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1.  MODENA: a multi-objective RNA inverse folding 
Artificially synthesized RNA molecules have recently come under study since such molecules have a potential for creating a variety of novel functional molecules. When designing artificial RNA sequences, secondary structure should be taken into account since functions of noncoding RNAs strongly depend on their structure. RNA inverse folding is a methodology for computationally exploring the RNA sequences folding into a user-given target structure. In the present study, we developed a multi-objective genetic algorithm, MODENA (Multi-Objective DEsign of Nucleic Acids), for RNA inverse folding. MODENA explores the approximate set of weak Pareto optimal solutions in the objective function space of 2 objective functions, a structure stability score and structure similarity score. MODENA can simultaneously design multiple different RNA sequences at 1 run, whose lowest free energies range from a very stable value to a higher value near those of natural counterparts. MODENA and previous RNA inverse folding programs were benchmarked with 29 target structures taken from the Rfam database, and we found that MODENA can successfully design 23 RNA sequences folding into the target structures; this result is better than those of the other benchmarked RNA inverse folding programs. The multi-objective genetic algorithm gives a useful framework for a functional biomolecular design. Executable files of MODENA can be obtained at
PMCID: PMC3169953  PMID: 21918633
multi-objective genetic algorithm; secondary structure; RNA sequence design; Rfam
2.  SNP analysis of follistatin gene associated with polycystic ovarian syndrome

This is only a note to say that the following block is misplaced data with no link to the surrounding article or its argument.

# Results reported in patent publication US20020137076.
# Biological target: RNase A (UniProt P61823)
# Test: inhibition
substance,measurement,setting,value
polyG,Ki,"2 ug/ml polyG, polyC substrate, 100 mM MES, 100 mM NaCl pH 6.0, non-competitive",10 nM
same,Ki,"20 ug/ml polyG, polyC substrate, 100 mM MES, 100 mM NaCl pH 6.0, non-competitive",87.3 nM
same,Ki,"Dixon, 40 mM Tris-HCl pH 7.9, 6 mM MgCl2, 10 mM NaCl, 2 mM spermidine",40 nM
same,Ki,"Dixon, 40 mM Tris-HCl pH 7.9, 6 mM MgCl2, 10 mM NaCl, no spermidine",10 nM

Follistatin has been reported as a candidate gene for polycystic ovarian syndrome (PCOS) based on linkage and association studies. In this study, investigation of polymorphisms in the FST gene was done to determine if genetic variation is associated with susceptibility to PCOS. The nucleotide sequence of human follistatin and the protein sequence of human follistatin were retrieved from the NCBI database using Entrez. The follistatin protein of human was retrieved from the Swiss-Prot database. There are 344 amino acids and the molecular weight is 38,007 Da. The ProtParam analysis shows that the isoelectric point is 5.53 and the aliphatic index is 61.25. The hydropathicity is −0.490. The domains in FST protein are as follows: Pfam-B 5005 domain from 1 to 92; EGF-like subdomain from 93 to 116; Kazal 1 domain, occurred in three places, namely, 118–164, 192–239, and 270–316. There are 31 single-nucleotide polymorphisms (SNPs) for this gene. Some are nonsynonymous, some occur in the intron region, and some in an untranslated region. Two nonsynonymous SNPs, namely, rs11745088 and rs1127760, were taken for analysis. In the SNP rs11745088, the change is E152Q. Likewise, in rs1127760, the change is C239S. SIFT (Sorting Intolerant from Tolerant) showed positions of amino acids and the single letter code of amino acids that can be tolerated or deleterious for each position. There were six SNP results and each result had links to it. The dbSNP id, primary database id, and the type of mutation whether silent and if occurring in coding region are given as phenotype alterations. The FASTA format of protein was given to the nsSNP Analyzer tool, and the variation E152Q and C239S were given as inputs in the SNP data field. E152Q change was neutral and C239S causes disease. Using PANTHER for evolutionary analysis of coding SNPs, the protein sequence was given as input and analyzed for the E152Q and C239S SNPs for deleterious effect on protein function. The genetic association database results showed that FST gene SNPs are linked to PCOS coming under the disease class of metabolic disorders. The list of intronic and synonymous SNPs, with their nucleotide position, amino acid change information, and dbSNP link, is provided for further analysis.
PMCID: PMC3170008  PMID: 21918632
FST; polycystic ovarian syndrome; single-nucleotide polymorphism analysis
3.  A kinetic platform for in silico modeling of the metabolic dynamics in Escherichia coli 
A prerequisite for a successful design and discovery of an antibacterial drug is the identification of essential targets as well as potent inhibitors that adversely affect the survival of bacteria. In order to understand how intracellular perturbations occur due to inhibition of essential metabolic pathways, we have built, through the use of ordinary differential equations, a mathematical model of 8 major Escherichia coli pathways.